Keynesian economic theory assumes when government provides people with more money, it raises their confidence and has a multiple effect that boosts spending throughout the economy. Classical economic theory, by contrast, assumes government spending creates no increase in demand. Instead, government borrowing to fund the spending reduces the amount of credit available to others. The reduction in available credit reduces spending in other areas. This offsets the increase in demand created by government spending.
During the spring of 2008, as consumers received and spent their tax rebates, there was a brief increase in demand. Current dollar GDP, a measure of overall demand, increased by 1 percent in the spring quarter. This compares to no increase in both the preceding and subsequent quarters and is generally consistent with normal quarterly fluctuations. If it did anything, then, the tax rebate merely shifted demand from one quarter into another.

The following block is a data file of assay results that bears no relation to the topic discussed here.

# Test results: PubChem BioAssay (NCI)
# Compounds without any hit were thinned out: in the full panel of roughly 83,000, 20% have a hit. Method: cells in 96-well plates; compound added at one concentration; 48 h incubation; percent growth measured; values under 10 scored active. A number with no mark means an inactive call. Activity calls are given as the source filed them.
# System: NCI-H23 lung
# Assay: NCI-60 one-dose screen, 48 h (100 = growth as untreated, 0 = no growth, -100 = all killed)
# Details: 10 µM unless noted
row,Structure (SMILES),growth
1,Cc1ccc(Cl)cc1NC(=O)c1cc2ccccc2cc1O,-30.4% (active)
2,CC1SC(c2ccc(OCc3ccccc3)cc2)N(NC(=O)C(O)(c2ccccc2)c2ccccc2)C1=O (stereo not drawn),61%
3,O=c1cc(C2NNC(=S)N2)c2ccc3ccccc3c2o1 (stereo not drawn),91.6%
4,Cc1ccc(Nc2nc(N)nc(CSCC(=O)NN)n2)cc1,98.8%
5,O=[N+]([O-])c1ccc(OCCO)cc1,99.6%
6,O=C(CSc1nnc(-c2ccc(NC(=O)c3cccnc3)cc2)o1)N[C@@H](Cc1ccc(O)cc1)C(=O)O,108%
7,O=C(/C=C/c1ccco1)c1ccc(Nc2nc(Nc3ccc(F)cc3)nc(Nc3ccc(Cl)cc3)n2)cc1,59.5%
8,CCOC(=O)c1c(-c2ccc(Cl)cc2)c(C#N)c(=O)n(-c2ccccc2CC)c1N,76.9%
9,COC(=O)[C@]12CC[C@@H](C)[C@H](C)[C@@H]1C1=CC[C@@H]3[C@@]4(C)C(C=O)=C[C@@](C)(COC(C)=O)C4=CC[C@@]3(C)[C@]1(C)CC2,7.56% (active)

From a classical perspective, demand is primarily dictated by Fed policy. Any temporary boost created by government spending will be offset by the reduction in credit caused by the increase in government borrowing. The overall impact of such fiscal manipulation is positive only if the benefits of the government’s spending outweigh the costs to those who are denied credit due to the government’s borrowing.
Since the market tends to allocate credit to its most efficient uses, policymakers’ decisions to reallocate it to other areas will tend to weaken the economy, not strengthen it. The weakness in the economy throughout the spring and summer of 2008 is consistent with this classical view.